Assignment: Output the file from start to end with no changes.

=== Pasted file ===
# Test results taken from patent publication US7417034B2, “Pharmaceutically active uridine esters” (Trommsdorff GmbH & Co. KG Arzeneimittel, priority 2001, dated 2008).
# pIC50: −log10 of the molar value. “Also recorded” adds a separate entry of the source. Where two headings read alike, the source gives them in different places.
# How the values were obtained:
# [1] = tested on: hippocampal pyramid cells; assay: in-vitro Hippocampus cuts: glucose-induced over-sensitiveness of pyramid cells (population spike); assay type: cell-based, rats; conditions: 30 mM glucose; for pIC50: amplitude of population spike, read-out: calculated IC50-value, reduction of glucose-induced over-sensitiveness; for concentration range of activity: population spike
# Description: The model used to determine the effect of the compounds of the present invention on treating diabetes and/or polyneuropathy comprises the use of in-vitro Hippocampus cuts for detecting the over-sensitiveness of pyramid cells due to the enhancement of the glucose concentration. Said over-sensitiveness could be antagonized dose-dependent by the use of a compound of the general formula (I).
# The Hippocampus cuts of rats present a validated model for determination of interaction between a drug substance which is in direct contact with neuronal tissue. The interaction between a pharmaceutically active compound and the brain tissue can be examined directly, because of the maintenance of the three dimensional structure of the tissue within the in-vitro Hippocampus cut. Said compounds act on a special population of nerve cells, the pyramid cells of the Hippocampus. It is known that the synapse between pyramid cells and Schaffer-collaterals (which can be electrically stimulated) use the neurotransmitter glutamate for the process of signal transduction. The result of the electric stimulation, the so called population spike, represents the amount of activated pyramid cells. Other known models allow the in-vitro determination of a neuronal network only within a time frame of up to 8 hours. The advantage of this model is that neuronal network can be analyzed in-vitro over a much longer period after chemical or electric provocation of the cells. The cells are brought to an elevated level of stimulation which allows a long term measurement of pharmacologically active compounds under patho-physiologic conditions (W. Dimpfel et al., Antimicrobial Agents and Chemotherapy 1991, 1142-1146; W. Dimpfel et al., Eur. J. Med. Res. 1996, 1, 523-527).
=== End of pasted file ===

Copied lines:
# Test results taken from patent publication US7417034B2, “Pharmaceutically active uridine esters” (Trommsdorff GmbH & Co. KG Arzeneimittel, priority 2001, dated 2008).
# pIC50: −log10 of the molar value. “Also recorded” adds a separate entry of the source. Where two headings read alike, the source gives them in different places.
# How the values were obtained:
# [1] = tested on: hippocampal pyramid cells; assay: in-vitro Hippocampus cuts: glucose-induced over-sensitiveness of pyramid cells (population spike); assay type: cell-based, rats; conditions: 30 mM glucose; for pIC50: amplitude of population spike, read-out: calculated IC50-value, reduction of glucose-induced over-sensitiveness; for concentration range of activity: population spike
# Description: The model used to determine the effect of the compounds of the present invention on treating diabetes and/or polyneuropathy comprises the use of in-vitro Hippocampus cuts for detecting the over-sensitiveness of pyramid cells due to the enhancement of the glucose concentration. Said over-sensitiveness could be antagonized dose-dependent by the use of a compound of the general formula (I).
# The Hippocampus cuts of rats present a validated model for determination of interaction between a drug substance which is in direct contact with neuronal tissue. The interaction between a pharmaceutically active compound and the brain tissue can be examined directly, because of the maintenance of the three dimensional structure of the tissue within the in-vitro Hippocampus cut. Said compounds act on a special population of nerve cells, the pyramid cells of the Hippocampus. It is known that the synapse between pyramid cells and Schaffer-collaterals (which can be electrically stimulated) use the neurotransmitter glutamate for the process of signal transduction. The result of the electric stimulation, the so called population spike, represents the amount of activated pyramid cells. Other known models allow the in-vitro determination of a neuronal network only within a time frame of up to 8 hours. The advantage of this model is that neuronal network can be analyzed in-vitro over a much longer period after chemical or electric provocation of the cells. The cells are brought to an elevated level of stimulation which allows a long term measurement of pharmacologically active compounds under patho-physiologic conditions (W. Dimpfel et al., Antimicrobial Agents and Chemotherapy 1991, 1142-1146; W. Dimpfel et al., Eur. J. Med. Res. 1996, 1, 523-527).